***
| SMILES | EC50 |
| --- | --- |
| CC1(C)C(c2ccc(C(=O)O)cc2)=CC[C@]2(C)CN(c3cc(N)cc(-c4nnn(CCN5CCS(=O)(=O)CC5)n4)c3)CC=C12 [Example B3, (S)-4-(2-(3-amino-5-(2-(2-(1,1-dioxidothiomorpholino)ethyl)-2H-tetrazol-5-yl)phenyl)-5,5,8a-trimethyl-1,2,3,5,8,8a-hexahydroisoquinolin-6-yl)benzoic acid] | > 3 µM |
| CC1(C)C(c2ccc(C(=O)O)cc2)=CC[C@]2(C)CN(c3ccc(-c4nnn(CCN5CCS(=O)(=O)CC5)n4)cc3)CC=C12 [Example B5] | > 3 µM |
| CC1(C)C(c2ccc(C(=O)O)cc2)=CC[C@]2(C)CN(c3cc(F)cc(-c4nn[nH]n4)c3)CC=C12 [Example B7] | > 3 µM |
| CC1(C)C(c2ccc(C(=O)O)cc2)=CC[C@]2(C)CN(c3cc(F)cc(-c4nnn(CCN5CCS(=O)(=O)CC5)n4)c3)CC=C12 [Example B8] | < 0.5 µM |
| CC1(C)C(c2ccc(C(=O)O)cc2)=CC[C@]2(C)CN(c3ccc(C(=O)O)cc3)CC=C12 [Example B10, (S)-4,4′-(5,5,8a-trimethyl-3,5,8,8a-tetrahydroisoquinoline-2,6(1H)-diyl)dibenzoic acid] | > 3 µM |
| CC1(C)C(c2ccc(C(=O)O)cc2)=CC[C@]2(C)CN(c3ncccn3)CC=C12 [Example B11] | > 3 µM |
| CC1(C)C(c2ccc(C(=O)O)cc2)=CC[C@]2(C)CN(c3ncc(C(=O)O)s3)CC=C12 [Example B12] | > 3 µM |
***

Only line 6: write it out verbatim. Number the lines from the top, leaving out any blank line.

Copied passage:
| CC1(C)C(c2ccc(C(=O)O)cc2)=CC[C@]2(C)CN(c3cc(F)cc(-c4nnn(CCN5CCS(=O)(=O)CC5)n4)c3)CC=C12 [Example B8] | < 0.5 µM |